MCX merchants restricted to CurrentC payment system, using Apple Pay incurs fines

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  • Reply 21 of 163
    john.bjohn.b Posts: 2,740member
    Quote:

    Originally Posted by BC2009 View Post



    You can request that President Obama order a DOJ investigation of MCX for possible illegal anti-competetive collusion by signing this petition:



    http://wh.gov/icBmj



    It couldn't hurt too have the DOJ look into this strange case of competing merchants co-owning an entity that requires that they behave like a union to act together against credit card processors.

     

    You want Eric Holder and the DoJ to sue Apple again?

  • Reply 22 of 163
    simtubsimtub Posts: 277member
    Quote:


    MCX is on the brink of rolling out its own mobile payments competitor in 2015 called CurrentC, an app-based solution in development since 2012. CurrentC generates unique QR codes upon checkout, requiring users present their smartphone to a cashier. Alternatively, the point-of-sale terminal may also generate a code to be scanned by the customer.


     

    Could CurrentC now utilise the TouchID API in it's app to provide an extra level of security? How would this then be different to ApplePay other than it's tokenization.  

     

    If it's an app-based solution Apple should just reject the CurrentC app in the App Store when it is launched LOL



    Also can this app based form of payment be classed as in-app purchasing thus allowing Apple to take a percentage per sale? 



     

  • Reply 23 of 163
    Quote:

    Originally Posted by addicted44 View Post





    I don't understand why anyone in the US, unless they cannot get a credit card due to poor credit, would choose to use a debit card over a credit card. Better points, better protection, and you get about a month's worth of free float. Just keep paying off your credit card online as soon as it reaches 10% of your credit limit, and it will start improving your credit too.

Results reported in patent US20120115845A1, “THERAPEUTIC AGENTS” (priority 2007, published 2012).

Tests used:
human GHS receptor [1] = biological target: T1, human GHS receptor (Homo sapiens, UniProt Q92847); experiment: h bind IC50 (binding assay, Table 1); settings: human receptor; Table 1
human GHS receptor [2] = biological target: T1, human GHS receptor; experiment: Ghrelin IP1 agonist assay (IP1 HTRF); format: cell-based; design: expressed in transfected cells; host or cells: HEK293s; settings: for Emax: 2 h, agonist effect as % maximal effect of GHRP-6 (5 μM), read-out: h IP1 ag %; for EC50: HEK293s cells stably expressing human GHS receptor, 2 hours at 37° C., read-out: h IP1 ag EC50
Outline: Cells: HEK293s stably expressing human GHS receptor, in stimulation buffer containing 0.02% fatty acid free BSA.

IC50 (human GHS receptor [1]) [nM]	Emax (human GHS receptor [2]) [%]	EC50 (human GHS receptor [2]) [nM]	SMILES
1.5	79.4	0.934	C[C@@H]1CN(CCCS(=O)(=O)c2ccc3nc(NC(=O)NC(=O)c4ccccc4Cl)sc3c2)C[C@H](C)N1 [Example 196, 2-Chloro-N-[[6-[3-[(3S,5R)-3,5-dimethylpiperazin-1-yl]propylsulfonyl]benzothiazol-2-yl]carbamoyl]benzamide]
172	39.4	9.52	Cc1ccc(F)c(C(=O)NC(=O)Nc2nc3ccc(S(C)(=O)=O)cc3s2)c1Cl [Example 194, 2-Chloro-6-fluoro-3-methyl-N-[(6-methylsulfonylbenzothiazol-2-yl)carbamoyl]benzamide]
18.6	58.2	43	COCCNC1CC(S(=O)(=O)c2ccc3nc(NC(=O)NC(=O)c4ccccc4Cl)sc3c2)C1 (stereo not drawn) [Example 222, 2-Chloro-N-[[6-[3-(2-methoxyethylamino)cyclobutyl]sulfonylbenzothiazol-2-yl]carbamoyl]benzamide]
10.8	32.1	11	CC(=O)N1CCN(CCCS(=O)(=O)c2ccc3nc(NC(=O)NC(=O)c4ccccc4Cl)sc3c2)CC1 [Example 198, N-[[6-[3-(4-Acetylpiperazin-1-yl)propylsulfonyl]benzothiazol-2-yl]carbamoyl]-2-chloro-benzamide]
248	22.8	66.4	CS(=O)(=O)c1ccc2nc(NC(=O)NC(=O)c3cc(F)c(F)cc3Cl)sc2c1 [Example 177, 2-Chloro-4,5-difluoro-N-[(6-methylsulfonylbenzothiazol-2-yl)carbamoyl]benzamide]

I prefer and use debit card much more than credit card. My debit card (also has visa logo on it) provides for fraud protection just the same. I don't need the free month float, and i don't have to remember to pay off my cc ever.

  • Reply 24 of 163
    solipsismx wrote: »
    MCX is doing nothing illegal by finding partners who willingly agree to a contract.

    Yes and Apple "was doing nothing illegal" when it had publishers agree to set their own book prices but not super discount to other resellers. How did that turn out, Apple has a government watchdog at their offices watching other contract negotiations plus had to pay a huge class action lawsuit damages claim. Agree the DOJ SHOULD INVESTIGATE.
  • Reply 25 of 163
    john.bjohn.b Posts: 2,740member

    When stores

    Quote:

    Originally Posted by Thomas Tupper View Post



    So, if I understand the WalMart statement correctly, MCX has my best interests as a consumer at heart by:



    - Forcing me to use only their product

    - Forcing me to jump through a more cumbersome process

    - Forcing me to use a system that is arguably less secure than a competing one

    - Forcing me to tie the solution to my bank account, and

    - Limiting my choice and flexibility in payment sources



    Did I miss anything, there?

     

    To pay with a credit card, you'll have to carry a Walmart store credit card.  At that point they will no longer accept bank cards.  Likewise for Best Buy, Target, etc.

  • Reply 26 of 163
    Quote: